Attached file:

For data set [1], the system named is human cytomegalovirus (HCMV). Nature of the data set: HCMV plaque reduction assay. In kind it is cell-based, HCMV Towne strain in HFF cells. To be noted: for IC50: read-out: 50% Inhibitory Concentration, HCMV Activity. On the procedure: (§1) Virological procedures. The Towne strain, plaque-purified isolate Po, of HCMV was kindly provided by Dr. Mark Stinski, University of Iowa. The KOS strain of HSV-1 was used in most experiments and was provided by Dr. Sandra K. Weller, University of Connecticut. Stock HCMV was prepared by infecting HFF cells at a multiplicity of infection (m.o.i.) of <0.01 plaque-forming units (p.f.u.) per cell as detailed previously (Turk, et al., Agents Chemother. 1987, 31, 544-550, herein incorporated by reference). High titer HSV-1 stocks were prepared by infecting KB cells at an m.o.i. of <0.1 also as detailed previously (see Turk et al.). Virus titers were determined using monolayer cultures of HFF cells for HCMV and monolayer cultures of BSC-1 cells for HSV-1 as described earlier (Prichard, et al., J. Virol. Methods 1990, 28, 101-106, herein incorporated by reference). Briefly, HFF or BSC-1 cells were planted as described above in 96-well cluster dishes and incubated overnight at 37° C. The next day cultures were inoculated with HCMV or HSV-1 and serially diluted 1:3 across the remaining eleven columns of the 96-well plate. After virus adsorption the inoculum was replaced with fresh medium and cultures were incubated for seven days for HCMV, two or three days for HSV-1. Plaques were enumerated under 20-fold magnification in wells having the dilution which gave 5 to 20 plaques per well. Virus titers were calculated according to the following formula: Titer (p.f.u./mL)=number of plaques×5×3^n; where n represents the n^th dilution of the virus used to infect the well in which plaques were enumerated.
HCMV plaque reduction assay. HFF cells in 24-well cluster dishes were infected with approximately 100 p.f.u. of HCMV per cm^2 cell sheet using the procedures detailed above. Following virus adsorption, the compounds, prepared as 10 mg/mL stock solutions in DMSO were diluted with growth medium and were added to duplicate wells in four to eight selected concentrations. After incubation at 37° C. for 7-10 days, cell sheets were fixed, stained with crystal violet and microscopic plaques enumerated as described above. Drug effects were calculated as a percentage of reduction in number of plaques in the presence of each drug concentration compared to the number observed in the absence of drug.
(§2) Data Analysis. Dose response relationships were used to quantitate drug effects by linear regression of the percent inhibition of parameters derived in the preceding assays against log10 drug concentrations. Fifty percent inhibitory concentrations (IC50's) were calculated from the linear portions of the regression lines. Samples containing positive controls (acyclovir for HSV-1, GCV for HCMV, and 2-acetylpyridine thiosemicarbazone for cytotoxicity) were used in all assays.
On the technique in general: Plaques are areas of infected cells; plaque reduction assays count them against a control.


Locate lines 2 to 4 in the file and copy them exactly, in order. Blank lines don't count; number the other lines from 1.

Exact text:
HCMV plaque reduction assay. HFF cells in 24-well cluster dishes were infected with approximately 100 p.f.u. of HCMV per cm^2 cell sheet using the procedures detailed above. Following virus adsorption, the compounds, prepared as 10 mg/mL stock solutions in DMSO were diluted with growth medium and were added to duplicate wells in four to eight selected concentrations. After incubation at 37° C. for 7-10 days, cell sheets were fixed, stained with crystal violet and microscopic plaques enumerated as described above. Drug effects were calculated as a percentage of reduction in number of plaques in the presence of each drug concentration compared to the number observed in the absence of drug.
(§2) Data Analysis. Dose response relationships were used to quantitate drug effects by linear regression of the percent inhibition of parameters derived in the preceding assays against log10 drug concentrations. Fifty percent inhibitory concentrations (IC50's) were calculated from the linear portions of the regression lines. Samples containing positive controls (acyclovir for HSV-1, GCV for HCMV, and 2-acetylpyridine thiosemicarbazone for cytotoxicity) were used in all assays.
On the technique in general: Plaques are areas of infected cells; plaque reduction assays count them against a control.